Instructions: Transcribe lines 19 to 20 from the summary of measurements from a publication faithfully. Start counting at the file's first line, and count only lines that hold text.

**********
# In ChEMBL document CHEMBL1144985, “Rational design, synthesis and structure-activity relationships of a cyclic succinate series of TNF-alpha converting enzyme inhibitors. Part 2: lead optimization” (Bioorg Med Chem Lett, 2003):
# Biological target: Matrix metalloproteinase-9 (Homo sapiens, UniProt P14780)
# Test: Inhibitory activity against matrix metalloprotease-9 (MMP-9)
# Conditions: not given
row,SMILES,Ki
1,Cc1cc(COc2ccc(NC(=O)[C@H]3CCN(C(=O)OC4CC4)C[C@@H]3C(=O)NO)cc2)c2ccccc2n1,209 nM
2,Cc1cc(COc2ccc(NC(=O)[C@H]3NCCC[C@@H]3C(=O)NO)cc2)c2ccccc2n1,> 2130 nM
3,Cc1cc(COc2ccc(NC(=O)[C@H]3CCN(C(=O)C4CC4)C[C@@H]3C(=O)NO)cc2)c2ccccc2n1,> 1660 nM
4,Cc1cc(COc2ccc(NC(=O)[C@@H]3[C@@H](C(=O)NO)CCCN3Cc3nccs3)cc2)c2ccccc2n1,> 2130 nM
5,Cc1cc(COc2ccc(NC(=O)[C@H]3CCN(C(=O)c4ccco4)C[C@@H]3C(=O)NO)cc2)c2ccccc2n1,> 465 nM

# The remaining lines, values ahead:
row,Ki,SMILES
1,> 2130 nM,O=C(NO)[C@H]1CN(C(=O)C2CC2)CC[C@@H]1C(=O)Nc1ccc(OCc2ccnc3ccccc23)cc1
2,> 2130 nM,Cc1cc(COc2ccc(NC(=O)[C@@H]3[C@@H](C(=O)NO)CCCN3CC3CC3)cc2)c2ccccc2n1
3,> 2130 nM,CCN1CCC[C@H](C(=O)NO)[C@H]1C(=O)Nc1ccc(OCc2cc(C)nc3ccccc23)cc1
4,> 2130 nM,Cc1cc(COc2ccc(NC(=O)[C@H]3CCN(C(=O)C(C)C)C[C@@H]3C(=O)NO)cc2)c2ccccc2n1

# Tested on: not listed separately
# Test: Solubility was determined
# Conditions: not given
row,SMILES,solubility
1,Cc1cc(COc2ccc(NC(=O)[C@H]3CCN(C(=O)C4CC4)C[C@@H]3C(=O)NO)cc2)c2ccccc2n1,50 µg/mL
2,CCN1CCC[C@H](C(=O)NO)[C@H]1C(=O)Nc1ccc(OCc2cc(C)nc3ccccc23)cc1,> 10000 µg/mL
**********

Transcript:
# Conditions: not given
row,SMILES,solubility